In the Southeast, HumAngle uncovered how members of the proscribed separatist group, Indigenous People of Biafra (IPOB), kill those disobeying their sit-at-home curfew. Unfortunately, the situation is not different in the Southwest and South-South.
As many homes are crying about their displaced, kidnapped and killed loved ones, there are concerns that the authorities saddled with the responsibility of protecting lives are failing to hold perpetrators accountable or ensure victims get justice.
It is not the first time Nigeria’s President Muhammadu Buhari’s leadership style has been called into question, especially in relation to security tragedies. Nigeria has experienced multiple mass kidnappings of students and teachers from their schools under Buhari’s administration, including in his home state of Katsina. But he has not been reported to visit any of the affected schools or families.
Some of the other states that have recorded these abductions include Kaduna, Kebbi, Niger, and Zamfara.
Though the Dec. 2020 abduction of 344 students of the Kankara Government Science Secondary School in Katsina happened when the president was in the state for a private visit, he did not visit the school or physically sympathise with the children’s parents.
In March 2020, a tragic gas explosion struck the Abule Ado area of Nigeria’s economic capital, Lagos, killing at least 20 people. Again, despite public outrage, President Buhari did not visit the scene of the incident. Instead, Lagos Governor Babajide Sanwo-Olu flew to Abuja to show the president pictures of the ruins.
The president also received knocks from angry citizens in June 2021 after former Chief of Army Staff, Ibrahim Attahiru, alongside 10 other military personnel died from a military plane crash in Kaduna.
Though he declared days of mourning and other mourning rituals in memory of the deceased, many on social media argued that he should have learnt from ex-president Olusegun Obasanjo who, back in 2006, attended the internment of the 10 Nigerian military generals who died in an aircraft crash while travelling to a private security planning meeting.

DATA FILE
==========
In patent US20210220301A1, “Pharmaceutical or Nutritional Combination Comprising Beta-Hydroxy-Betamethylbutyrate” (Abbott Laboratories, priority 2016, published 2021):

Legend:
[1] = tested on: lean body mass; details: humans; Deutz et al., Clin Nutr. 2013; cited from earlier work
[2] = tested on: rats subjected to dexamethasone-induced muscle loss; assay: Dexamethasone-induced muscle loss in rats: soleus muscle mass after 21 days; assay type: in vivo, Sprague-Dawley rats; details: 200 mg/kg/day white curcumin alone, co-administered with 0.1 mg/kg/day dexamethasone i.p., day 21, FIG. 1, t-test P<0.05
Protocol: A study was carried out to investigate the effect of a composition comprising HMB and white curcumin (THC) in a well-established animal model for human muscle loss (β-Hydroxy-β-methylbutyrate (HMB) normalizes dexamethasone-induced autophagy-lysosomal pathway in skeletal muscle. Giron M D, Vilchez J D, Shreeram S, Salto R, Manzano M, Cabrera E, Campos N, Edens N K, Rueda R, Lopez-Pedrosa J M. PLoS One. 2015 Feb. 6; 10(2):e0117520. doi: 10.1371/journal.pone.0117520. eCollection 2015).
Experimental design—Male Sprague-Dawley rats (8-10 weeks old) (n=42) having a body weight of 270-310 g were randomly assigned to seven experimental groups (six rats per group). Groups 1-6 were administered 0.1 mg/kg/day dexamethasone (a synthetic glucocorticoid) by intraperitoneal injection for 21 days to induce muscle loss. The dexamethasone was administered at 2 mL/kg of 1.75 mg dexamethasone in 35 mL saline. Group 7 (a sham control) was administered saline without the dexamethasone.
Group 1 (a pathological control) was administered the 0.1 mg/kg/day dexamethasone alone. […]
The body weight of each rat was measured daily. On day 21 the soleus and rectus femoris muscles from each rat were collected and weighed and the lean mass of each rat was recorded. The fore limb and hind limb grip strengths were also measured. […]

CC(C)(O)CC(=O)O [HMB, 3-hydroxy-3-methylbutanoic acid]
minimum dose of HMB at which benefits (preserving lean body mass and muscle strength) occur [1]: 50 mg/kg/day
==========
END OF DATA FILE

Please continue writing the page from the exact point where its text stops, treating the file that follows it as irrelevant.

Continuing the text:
For many soldiers who spoke with our reporter, the presence of their president at the funeral would have boosted their morale as they battled lingering insurgency.
President Buhari’s spokespersons, Femi Adesina and Garba Shehu, did not respond to enquiries from HumAngle on the failure of their principal to show concern during national crises. Adesina has, however, mentioned in the past that Buhari’s silence was not out of lack of concern but was simply his preferred leadership style.
“It was not the President’s style to chirrup like a cockatoo. He is a man of few words, who preferred action to words,” he had argued.
A cue from other leaders
Unlike Buhari, ex-president of the United States of America, Donald Trump, in March 2021, visited tornado-ravaged areas in Tennessee, where the disaster had killed 25 people and injured dozens more. He also commiserated with the families of the affected people saying, “I have a message for the families of those that lost their lives. We love them, they’re incredible people, it’s an incredible state. Great people, it’s a great state, and they have great leadership.”
Russian President Vladimir Putin, in March 2018, visited the scene of a fire in a Siberian shopping mall that killed at least 64 people, 41 of them children.
Former Ghanaian President John Mahama similarly cut short an intercountry campaign tour to visit the site of a building collapse in Accra, following the death of nine people in Nov. 2012.
UK Prime Minister, Boris Johnson, will likely not forget the criticisms he received when he delayed for six days his visit to an area hit by devastating floods in 2020. Residents booed him saying “where’ve you been?” and “you took your time.”